Trump presidency could hurt LGBTQ+ rights

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Trump presidency could hurt LGBTQ+ rights

Raka Sarkar | Staff Illustrator

Raka Sarkar | Staff Illustrator

Raka Sarkar | Staff Illustrator

Raka Sarkar | Staff Illustrator

By Maggie Koontz | For The Pitt News

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About six years ago, I began to identify privately as bisexual.

I kept the revelation to myself because I’m from Kentucky, a state known for being quite conservative. And, as a Catholic, I constantly heard that I was going to hell for being attracted to the same gender.

Since Donald Trump was announced as the president-elect, reports about hate crimes against marginalized groups — including members of the LGBTQ+ community — have increased.

I feel lucky that I appear straight because I am dating a boy. It is safer to be straight. But if my significant other was a girl, I would want to feel pride in dating her instead of hiding it from the community in fear.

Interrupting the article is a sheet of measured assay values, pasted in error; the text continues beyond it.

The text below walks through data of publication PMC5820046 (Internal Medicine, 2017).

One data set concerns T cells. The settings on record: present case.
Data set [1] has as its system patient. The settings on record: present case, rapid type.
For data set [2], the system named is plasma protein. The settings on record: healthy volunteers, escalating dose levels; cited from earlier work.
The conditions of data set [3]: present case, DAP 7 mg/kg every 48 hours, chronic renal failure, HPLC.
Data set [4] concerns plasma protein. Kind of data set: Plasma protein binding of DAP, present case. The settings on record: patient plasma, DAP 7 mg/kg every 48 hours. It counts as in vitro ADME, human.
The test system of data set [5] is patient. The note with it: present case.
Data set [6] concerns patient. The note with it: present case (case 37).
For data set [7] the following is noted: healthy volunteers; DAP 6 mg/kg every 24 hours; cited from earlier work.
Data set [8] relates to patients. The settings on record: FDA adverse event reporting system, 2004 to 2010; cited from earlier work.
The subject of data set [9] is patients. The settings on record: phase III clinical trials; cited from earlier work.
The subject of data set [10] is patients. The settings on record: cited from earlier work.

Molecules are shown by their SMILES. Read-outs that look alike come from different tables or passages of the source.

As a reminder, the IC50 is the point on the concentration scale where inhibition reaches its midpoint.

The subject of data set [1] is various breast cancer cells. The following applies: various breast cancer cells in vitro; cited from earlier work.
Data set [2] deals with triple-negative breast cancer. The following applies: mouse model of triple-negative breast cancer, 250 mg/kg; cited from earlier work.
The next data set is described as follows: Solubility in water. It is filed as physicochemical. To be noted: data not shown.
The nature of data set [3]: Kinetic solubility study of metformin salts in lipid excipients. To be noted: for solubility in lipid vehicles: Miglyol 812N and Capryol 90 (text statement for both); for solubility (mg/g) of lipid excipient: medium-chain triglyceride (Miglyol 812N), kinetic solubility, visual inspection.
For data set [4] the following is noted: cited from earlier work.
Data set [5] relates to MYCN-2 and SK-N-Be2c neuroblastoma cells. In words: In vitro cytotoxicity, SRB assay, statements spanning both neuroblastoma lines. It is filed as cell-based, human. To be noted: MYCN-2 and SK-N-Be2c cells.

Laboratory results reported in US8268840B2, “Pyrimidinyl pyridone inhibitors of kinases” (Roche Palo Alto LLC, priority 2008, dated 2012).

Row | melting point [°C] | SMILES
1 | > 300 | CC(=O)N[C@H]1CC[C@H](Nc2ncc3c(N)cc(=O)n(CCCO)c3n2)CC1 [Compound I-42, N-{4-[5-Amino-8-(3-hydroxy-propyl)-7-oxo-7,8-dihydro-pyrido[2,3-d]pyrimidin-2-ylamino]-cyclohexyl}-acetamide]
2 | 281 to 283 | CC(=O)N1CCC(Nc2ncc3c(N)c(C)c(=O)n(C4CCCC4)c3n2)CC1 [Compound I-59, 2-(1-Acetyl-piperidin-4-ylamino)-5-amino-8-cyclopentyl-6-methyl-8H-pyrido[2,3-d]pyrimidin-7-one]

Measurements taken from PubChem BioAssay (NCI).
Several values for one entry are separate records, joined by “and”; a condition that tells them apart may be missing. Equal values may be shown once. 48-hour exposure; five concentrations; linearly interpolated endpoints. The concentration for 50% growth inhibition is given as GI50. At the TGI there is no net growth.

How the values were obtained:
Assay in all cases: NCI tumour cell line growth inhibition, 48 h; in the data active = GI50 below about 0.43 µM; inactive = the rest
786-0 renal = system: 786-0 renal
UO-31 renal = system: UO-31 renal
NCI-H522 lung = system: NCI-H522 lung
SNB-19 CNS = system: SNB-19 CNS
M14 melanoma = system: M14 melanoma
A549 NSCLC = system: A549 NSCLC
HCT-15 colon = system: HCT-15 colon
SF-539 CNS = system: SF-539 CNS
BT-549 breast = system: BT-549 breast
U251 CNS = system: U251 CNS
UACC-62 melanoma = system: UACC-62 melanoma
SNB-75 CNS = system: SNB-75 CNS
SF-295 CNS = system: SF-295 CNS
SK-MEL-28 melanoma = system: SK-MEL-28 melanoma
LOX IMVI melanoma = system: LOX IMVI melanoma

When the Supreme Court ruled that same-sex marriage was a right­­­­­­­ last year, I was thrilled at the progress that our nation was making.

When Trump was officially announced president-elect, all of that optimism faded away as I realized that the rights we fought for could all be single-handedly reversed under his policies. Although Trump has switched his positions on LGBTQ+ rights throughout his campaign, his support for anti-LGBTQ+ legislation and the extreme views of Vice President-elect Mike Pence could jeopardize the safety and well-being of my community.

During a speech to the Republican National Convention, Trump stated that he would protect the LGBTQ+ community despite making contradictory comments earlier on in the election.

As president, I will do everything in my power to protect LGBTQ+ citizens from the violence and oppression of a hateful foreign ideology,” Trump said during his speech.